Monday, 11 February 2013

China's New SMS Culture

On the first day of the Lunar New Year, Beijing residents sent 831 million SMS from their mobile phones to wish friends and relatives rather than visiting in Person. This shows a decline in family relations in China. In the Chinese capital city alone residents sent 831 million SMS for New Year, according to the Beijing branch of China Mobile, the country's biggest telecom operator.
According to a report of China Unicom Beijing, a recorded peak volume of 8,000 text messages per second sent on first night of the new year on Saturday, the February 10th. "Saying happy new year on Weibo has become a good custom," was quoted as saying by the China National Radio. Weixin, a popular smartphone application that allows voice messages and more creatively edited greetings, also became popular this year among the country's 233 million 3G users due to its convenience and low cost, state-run Xinhua news agency reported.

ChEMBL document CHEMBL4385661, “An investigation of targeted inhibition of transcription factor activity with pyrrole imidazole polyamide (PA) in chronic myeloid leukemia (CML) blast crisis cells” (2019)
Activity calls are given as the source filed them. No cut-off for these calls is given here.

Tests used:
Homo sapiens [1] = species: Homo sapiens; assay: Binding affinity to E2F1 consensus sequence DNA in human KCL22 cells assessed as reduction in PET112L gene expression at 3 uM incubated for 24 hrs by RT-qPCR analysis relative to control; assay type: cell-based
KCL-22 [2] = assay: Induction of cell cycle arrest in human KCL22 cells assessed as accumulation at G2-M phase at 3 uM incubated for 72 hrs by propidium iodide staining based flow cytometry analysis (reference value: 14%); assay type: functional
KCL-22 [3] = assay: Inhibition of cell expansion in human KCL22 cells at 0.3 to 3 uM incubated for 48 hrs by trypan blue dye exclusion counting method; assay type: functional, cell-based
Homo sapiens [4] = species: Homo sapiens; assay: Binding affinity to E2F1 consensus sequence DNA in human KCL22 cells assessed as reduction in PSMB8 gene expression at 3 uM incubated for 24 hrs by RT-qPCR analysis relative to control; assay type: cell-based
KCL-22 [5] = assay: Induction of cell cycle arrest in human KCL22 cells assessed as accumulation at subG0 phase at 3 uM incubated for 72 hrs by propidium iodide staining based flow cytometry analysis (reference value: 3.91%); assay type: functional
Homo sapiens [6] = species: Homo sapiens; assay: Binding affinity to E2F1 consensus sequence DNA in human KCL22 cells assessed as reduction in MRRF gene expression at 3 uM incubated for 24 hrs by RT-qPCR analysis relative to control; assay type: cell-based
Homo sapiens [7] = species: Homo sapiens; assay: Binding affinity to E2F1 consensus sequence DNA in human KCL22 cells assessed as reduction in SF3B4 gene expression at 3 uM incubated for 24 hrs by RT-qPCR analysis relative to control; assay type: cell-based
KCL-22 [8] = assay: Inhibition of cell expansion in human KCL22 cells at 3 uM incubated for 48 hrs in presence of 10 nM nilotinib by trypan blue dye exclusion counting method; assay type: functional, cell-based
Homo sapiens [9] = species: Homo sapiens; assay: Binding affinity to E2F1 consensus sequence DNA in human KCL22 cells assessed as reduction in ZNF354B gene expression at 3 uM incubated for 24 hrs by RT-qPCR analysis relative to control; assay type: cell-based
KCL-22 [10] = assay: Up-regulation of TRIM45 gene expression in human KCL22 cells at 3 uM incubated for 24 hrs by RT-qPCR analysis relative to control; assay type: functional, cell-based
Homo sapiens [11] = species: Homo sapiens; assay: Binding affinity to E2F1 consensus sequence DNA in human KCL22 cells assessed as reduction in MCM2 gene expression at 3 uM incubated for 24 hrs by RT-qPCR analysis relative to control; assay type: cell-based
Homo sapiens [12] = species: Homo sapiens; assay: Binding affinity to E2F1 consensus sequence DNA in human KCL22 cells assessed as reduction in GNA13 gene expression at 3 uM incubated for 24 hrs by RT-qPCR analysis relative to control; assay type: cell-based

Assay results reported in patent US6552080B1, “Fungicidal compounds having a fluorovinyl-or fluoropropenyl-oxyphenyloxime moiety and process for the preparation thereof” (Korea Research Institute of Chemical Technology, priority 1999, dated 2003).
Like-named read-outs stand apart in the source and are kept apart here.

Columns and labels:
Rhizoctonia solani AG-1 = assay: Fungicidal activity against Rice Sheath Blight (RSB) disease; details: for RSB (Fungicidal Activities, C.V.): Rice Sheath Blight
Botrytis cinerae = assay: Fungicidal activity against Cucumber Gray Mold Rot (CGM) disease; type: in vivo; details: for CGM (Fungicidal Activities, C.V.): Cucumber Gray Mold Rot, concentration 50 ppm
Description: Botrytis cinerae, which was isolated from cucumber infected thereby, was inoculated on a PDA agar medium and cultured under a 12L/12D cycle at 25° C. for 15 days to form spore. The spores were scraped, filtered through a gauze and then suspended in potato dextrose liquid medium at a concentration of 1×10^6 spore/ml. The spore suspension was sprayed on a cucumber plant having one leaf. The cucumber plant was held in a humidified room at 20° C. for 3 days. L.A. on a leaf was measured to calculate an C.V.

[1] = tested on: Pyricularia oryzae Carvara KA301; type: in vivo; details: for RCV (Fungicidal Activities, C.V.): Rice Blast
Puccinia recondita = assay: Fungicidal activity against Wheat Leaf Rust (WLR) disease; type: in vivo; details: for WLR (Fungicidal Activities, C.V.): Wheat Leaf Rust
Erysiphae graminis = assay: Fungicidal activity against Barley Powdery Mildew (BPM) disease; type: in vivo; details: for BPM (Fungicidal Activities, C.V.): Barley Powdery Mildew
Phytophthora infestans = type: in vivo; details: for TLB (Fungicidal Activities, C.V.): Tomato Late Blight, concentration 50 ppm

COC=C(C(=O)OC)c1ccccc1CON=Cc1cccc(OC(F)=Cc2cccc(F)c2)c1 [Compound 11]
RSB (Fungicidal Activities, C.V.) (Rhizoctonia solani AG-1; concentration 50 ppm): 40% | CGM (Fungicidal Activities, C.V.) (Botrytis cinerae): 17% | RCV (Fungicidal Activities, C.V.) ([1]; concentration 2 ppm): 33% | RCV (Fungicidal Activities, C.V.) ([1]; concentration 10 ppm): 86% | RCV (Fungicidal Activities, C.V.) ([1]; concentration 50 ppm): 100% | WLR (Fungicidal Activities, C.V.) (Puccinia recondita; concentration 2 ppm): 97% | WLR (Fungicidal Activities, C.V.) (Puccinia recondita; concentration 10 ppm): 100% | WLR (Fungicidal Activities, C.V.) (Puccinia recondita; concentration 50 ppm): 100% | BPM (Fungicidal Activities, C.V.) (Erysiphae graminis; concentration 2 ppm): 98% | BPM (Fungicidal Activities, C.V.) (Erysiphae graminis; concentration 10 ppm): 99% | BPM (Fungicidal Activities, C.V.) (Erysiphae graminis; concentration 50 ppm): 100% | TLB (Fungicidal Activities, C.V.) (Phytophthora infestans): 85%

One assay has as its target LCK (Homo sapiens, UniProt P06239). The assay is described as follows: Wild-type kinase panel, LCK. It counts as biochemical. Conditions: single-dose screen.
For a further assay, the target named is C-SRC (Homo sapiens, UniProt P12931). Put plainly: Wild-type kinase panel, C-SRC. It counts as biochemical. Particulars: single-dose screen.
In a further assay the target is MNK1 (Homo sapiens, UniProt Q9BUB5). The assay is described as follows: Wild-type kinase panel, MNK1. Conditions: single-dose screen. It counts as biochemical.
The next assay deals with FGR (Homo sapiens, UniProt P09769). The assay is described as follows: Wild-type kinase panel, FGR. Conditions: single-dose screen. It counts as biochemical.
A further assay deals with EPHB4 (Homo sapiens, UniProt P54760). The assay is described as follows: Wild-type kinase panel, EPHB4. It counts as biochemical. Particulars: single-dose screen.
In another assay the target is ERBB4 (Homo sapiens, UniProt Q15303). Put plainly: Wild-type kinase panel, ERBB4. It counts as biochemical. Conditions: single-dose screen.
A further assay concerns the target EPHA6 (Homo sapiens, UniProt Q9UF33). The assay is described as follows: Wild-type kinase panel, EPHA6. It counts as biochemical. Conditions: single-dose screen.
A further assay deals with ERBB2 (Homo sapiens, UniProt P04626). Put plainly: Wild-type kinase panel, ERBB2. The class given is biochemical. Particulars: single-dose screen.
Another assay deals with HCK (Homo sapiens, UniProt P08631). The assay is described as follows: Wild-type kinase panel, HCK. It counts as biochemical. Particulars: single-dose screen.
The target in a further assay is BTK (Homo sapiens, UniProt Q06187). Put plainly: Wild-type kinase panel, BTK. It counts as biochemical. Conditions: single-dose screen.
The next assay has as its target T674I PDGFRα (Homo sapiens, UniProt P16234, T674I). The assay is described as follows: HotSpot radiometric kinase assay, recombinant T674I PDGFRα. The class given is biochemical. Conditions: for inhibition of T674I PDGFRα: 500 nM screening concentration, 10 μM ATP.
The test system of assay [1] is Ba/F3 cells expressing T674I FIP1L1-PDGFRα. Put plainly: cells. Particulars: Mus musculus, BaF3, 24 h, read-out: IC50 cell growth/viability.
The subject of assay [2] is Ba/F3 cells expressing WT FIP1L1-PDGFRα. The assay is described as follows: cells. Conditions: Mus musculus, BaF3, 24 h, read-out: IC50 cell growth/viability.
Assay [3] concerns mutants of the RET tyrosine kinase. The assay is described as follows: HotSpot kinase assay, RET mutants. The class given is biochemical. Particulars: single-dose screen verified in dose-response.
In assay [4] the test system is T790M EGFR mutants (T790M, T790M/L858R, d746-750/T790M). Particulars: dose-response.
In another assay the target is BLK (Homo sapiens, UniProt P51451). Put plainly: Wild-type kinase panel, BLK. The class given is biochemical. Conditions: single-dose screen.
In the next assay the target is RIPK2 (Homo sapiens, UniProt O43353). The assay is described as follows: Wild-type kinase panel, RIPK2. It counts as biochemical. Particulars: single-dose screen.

Chinese sent 897 billion SMS messages in 2012, up only 2.1 per cent year on year, whereas the number of mobile users gained about 11 per cent to 1.1 billion", said a report from the Ministry of Industry and Information Technology (MIIT) in January. China has now 564 million netizens, about 75 per cent of whom can access the Internet from their cell phones, according to the MIIT report.
More young Chinese are nowadays working and settling down in cities far from home. Beijing had 7.7 million migrant residents as of the end of 2012, and many of them are the only children in their families. Zhong Xin, a professor of communications at Renmin University said "It is perhaps necessary for young people to cherish family ties, for they will have fewer and fewer relatives as time passes. He said loneliness is harder to deal with than the bustle. (Source: Agencies)